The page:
The book has its roots from when I was a master’s student living in Berlin. It was a time when there was a lot of attention on Poland, in part because of the activism that Polish activists were doing to draw attention to the case. But there were buses going across borders bringing people to march. And a lot of LGBT people felt a solidarity or a connection across borders. And at the time I was in Berlin, observing some of that which interested me in what became over a decade-long process before the book was published, and it became part of my PhD research. What I was fascinated by was that there was such variation within Europe despite a lot of talk at the European level about there being a norm, or some rhetoric about LGBT rights being part of what it meant to be European; but, of course, there was a lot of contestation in terms of how that actually looked on the ground. The rights that the different countries had varied a lot. Also, the attitudes that we saw towards LGBT people varied a lot across different countries. I was wanting to understand why we see this variation and also how activists navigate these very complex, domestic, and international worlds wherein 2017 we have ideas and images about LGBT people—sometimes very simplistic, of course—but that spread and diffuse across borders because of governments or activists, but sometimes also just because the media indirectly diffuse them. These issues are debated in places, and that creates a really interesting dynamic for activists to try to make: to graft and fit different ideas about LGBT people to local contexts, especially when there’s so much contestation.

So that became the endeavor, and norm visibility is one of the concepts I look at, which is like looking at this politics of visibility, how, obviously, visibility can be a resource in that we see things like the diffusion of certain policies that happen across many different countries, but it can also provoke resistance and backlash, and also how activists navigate that. But at the end, visibility is a really political part of this movement. And the felt intensity of norms varies a lot in different contexts and the norms concerning LGBT rights, for better or for worse, get made visible in different ways and different contexts.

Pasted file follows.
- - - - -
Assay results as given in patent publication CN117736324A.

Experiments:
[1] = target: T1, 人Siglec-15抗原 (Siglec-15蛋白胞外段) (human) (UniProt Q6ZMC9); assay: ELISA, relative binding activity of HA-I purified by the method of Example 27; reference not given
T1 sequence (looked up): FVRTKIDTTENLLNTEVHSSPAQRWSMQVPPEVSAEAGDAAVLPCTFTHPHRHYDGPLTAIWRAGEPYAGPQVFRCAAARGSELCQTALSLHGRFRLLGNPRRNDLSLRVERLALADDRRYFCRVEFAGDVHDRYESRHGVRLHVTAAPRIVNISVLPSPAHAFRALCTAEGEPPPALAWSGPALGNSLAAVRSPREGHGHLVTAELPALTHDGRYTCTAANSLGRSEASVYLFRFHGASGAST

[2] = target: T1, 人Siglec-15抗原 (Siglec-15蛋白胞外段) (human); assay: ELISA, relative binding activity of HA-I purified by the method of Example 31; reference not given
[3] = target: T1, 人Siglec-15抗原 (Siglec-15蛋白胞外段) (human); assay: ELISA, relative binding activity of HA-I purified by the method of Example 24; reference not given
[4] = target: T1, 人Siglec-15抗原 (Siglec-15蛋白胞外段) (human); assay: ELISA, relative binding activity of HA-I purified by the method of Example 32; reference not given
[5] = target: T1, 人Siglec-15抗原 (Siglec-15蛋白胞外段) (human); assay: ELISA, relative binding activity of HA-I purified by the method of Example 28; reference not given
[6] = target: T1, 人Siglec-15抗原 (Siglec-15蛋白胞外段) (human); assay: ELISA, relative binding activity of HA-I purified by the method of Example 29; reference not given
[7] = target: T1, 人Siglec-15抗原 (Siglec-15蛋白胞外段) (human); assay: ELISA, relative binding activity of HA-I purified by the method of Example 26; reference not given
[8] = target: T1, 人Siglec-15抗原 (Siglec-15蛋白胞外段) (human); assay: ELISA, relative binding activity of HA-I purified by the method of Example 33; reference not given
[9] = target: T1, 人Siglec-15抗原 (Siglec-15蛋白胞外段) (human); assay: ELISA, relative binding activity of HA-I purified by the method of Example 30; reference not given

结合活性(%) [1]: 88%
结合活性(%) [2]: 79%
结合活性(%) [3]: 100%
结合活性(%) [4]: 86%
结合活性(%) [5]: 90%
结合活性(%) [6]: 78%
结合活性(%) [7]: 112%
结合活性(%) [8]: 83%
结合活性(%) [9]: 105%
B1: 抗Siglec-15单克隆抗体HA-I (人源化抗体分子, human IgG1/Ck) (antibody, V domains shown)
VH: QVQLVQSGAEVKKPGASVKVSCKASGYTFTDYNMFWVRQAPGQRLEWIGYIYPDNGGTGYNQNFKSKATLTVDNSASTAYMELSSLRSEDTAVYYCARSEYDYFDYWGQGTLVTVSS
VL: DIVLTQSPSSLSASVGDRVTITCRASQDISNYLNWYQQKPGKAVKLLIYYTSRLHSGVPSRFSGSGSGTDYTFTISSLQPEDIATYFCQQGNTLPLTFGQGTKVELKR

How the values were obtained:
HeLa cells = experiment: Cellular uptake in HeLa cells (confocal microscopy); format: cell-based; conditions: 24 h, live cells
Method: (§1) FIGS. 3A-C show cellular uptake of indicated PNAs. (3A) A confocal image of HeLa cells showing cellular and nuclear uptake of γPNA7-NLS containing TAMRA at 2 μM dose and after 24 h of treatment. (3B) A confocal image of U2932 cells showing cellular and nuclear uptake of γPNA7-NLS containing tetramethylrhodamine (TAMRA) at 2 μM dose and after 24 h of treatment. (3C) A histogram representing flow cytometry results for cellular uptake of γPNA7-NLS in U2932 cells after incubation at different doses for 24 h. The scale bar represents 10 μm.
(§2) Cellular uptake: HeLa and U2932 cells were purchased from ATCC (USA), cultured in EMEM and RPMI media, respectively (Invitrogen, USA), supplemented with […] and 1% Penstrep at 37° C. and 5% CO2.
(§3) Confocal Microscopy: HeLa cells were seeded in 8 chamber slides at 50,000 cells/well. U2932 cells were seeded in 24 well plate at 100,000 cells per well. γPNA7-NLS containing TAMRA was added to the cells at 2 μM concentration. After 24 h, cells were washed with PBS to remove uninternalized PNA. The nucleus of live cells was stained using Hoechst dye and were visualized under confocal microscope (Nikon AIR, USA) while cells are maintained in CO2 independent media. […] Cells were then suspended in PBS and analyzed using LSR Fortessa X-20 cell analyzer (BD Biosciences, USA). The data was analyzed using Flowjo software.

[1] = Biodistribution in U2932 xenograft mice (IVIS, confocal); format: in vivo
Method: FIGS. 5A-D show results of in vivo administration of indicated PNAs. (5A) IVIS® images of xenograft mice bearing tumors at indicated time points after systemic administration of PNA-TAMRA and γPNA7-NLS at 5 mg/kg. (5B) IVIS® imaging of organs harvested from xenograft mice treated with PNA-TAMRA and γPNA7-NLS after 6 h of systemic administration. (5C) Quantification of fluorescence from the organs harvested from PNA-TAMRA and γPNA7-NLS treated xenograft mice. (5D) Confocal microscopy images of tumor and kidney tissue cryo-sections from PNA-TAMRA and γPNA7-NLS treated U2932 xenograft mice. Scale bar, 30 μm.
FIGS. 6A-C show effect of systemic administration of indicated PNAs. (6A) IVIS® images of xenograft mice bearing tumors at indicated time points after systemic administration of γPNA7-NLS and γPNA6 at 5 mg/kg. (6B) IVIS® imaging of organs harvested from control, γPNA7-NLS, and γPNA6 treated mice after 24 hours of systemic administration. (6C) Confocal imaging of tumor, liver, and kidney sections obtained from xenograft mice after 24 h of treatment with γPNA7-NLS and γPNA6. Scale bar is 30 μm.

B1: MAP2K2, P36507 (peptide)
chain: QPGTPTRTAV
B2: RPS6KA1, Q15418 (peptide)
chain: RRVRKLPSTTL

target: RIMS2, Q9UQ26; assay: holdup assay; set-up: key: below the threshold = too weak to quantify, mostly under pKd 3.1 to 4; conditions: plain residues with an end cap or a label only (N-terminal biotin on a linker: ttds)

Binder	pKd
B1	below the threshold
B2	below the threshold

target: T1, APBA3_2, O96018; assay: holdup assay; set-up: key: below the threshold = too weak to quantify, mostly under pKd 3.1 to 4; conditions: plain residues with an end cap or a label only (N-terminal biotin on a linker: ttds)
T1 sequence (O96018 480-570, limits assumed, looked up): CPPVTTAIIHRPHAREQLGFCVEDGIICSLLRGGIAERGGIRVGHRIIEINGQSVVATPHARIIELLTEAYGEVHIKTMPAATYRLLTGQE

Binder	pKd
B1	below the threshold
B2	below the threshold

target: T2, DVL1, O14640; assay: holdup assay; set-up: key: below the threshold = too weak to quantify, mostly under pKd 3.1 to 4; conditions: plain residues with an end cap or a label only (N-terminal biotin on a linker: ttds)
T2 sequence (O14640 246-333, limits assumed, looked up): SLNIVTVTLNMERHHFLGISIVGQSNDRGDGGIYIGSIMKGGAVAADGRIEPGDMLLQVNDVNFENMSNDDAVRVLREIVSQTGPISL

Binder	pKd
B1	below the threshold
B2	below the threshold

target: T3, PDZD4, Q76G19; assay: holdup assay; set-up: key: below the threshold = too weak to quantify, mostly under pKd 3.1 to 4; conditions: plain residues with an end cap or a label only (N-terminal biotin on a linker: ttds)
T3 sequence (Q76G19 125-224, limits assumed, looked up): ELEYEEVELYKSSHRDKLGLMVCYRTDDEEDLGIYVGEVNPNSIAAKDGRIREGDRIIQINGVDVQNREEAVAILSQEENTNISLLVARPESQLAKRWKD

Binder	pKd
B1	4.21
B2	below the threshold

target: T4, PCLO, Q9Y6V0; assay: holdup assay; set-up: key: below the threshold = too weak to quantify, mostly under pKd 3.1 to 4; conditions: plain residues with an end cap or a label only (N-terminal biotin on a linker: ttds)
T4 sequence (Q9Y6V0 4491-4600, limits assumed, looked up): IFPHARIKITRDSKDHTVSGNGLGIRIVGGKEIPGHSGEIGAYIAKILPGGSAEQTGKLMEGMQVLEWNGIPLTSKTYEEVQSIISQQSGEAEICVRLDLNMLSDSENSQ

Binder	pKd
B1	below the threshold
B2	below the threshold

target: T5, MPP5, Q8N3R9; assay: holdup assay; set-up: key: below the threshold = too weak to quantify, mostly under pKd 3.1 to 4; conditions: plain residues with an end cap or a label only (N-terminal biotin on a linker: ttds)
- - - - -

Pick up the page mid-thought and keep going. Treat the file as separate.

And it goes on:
So that’s the overarching theme of the book. I can be more specific than that [in answer to your] future questions.

Part 2: Fieldwork in Poland and Forms of Transnational Visibility that Have Helped to Attain LGBT Rights

GEMA PÉREZ-SÁNCHEZ: So, could you tell us a little bit more specifically about how German activists crossed [the] Polish border and what kinds of roles they had in making this visibility of LGBTQ rights in Poland work out?

PHILLIP M. AYOUB: Yeah. So German activists were definitely involved, but in large part, it was Polish activists who were in Germany or in other parts of Europe. So, this was still very much a local movement but that had a strong transnational dynamic to it. The reason Germany was on the map, in this case, was in part because (of) the proximity—geographic proximity—to Poland; also the fact that there’s a large [Polish] migrant population in Germany. There were similar types of activism in other countries that other scholars have also worked on, like Polish activists in the UK that were drawing attention and resources back to Poland.

But yes, at the time, especially around 2004 when there was the [planned] Equality March in Warsaw, which was made illegal, and then Kaczyński, the mayor of Warsaw, did that again in 2005. And various Polish cities had banned public assembly by LGBT people, so that attracted a lot of international attention in large part because Polish activists really tapped into resources across borders and drew attention to what was happening.